Dozens of Beached Whales in Snæfellsnes
Dozens of beached pilot whales were detected on Löngufjörur beach on the Snæfellsnes peninsula, West Iceland, yesterday, Morgunblaðið reports.
A helicopter pilot for Reykjavík helicopters and American tourists onboard the helicopter noticed the whales during a sightseeing flight yesterday. Judging from pictures they took, all the whales are dead. This part of the beach, Gamlaeyri, located on the easternmost part of the south side of the peninsula, is off the beaten path and inaccessible by car. There is little traffic in the area, limited to that of hikers and horse riders.
Arilíus Kristjánsson, farmer at Stóra-Hraun, on the south side of Snæfellsnes, tells Morgunblaðið that he is unaware of whales having beached there before, but adds that it may have happened without anyone having noticed.
Edda Elísabet Magnúsdóttir, marine biologist and whale specialist, states it’s hard to know exactly why the pilot whales beached there. She adds that this is not uncommon in New Zealand. She notes that if the carcasses are examined, it is possible to estimate how long they’ve have been on the beach.
“The most important thing to look at is that these are deep-sea whales, common at the continental margin,” Edda explains. “They mainly feed on squid, which is why they’re good at diving deep. When they enter shallow waters, most of them have a tendency to become disoriented. They use echolocation for orientation, for finding one another, estimating the depth, and so on. But a sloping, sandy bottom appears to increase their disorientation. There are numerous examples of them having beached where there is such a sandy, sloping bottom.”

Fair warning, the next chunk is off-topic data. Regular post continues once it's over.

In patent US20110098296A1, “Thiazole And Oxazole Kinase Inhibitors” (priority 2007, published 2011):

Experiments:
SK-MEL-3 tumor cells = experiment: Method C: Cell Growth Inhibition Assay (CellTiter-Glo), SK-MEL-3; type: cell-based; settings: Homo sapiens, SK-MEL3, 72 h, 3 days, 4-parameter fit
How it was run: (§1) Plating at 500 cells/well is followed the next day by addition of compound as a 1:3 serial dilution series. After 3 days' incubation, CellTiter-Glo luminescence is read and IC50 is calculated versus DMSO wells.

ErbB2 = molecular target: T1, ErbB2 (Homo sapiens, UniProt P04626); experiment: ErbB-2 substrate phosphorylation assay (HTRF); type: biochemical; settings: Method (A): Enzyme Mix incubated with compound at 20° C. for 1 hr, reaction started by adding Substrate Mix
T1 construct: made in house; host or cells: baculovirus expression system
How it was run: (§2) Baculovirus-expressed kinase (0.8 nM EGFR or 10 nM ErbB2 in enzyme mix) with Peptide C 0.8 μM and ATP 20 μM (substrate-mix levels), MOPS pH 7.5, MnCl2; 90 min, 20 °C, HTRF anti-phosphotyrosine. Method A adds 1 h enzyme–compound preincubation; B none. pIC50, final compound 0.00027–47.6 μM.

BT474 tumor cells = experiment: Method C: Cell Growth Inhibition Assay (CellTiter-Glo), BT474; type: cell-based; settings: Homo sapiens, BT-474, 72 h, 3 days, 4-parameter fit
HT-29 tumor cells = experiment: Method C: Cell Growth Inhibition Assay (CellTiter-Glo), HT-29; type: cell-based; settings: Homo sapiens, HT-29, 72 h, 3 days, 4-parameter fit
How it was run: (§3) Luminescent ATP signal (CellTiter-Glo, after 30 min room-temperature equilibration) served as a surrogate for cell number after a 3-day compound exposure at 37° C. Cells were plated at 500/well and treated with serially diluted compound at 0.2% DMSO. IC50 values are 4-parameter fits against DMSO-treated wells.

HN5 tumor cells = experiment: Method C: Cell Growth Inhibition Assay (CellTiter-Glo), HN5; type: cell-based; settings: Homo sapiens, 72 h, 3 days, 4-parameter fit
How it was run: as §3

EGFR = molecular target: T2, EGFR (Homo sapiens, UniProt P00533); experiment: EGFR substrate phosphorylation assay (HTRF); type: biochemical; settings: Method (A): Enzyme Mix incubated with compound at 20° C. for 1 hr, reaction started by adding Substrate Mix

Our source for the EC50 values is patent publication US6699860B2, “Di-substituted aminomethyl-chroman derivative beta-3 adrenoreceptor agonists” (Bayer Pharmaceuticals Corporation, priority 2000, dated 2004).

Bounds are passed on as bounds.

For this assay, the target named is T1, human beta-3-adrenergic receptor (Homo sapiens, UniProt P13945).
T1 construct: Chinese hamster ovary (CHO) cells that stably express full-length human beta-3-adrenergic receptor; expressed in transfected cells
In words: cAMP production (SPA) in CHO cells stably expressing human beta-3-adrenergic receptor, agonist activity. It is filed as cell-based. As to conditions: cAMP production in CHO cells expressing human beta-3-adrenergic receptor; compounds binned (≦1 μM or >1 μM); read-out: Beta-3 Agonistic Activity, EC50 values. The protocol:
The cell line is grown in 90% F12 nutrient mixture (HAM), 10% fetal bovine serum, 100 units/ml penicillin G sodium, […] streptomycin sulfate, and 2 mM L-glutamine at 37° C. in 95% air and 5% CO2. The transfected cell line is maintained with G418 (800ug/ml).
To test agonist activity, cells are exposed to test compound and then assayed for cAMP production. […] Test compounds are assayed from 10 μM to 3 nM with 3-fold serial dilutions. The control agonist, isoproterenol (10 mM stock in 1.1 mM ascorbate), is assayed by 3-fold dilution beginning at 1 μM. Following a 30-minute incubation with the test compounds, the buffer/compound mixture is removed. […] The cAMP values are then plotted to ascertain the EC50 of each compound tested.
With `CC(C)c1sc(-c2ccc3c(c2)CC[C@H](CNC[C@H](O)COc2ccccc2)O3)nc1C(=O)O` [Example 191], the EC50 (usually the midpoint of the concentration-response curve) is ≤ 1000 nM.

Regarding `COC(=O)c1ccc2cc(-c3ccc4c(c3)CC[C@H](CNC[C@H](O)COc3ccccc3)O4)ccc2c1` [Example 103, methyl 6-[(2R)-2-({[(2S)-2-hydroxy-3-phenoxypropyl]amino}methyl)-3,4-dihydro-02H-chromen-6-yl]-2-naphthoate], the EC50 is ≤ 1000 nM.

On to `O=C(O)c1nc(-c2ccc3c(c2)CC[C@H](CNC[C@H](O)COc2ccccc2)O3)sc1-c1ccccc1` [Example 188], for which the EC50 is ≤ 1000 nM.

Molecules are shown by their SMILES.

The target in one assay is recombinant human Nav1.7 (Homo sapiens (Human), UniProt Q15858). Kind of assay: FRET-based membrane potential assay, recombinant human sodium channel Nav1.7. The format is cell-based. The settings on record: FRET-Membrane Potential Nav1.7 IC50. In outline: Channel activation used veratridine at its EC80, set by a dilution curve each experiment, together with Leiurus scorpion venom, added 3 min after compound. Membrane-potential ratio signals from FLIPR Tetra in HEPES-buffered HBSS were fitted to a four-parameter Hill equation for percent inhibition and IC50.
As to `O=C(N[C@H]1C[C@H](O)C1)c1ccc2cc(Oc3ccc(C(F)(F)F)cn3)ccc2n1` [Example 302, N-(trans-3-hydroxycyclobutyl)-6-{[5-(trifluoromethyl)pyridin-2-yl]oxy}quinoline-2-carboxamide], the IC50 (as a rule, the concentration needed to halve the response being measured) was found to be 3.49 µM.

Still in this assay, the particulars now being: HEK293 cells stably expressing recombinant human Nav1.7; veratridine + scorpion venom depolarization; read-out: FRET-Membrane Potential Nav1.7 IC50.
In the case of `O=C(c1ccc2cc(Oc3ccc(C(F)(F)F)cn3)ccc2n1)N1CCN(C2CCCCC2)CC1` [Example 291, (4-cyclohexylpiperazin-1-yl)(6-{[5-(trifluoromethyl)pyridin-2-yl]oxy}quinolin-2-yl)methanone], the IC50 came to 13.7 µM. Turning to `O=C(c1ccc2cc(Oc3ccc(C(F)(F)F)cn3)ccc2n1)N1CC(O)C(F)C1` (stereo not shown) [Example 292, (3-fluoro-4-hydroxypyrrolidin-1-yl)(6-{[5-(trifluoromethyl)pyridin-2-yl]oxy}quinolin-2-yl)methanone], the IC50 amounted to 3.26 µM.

Edda mentions other factors, such as tide, strong currents and strong winds, which can cause the whales trouble, once they’re in a dangerous zone. She explains that pilot whales swim in unusually tight groups, or schools, which is why there can be many of them beached at once, instead of a single animal.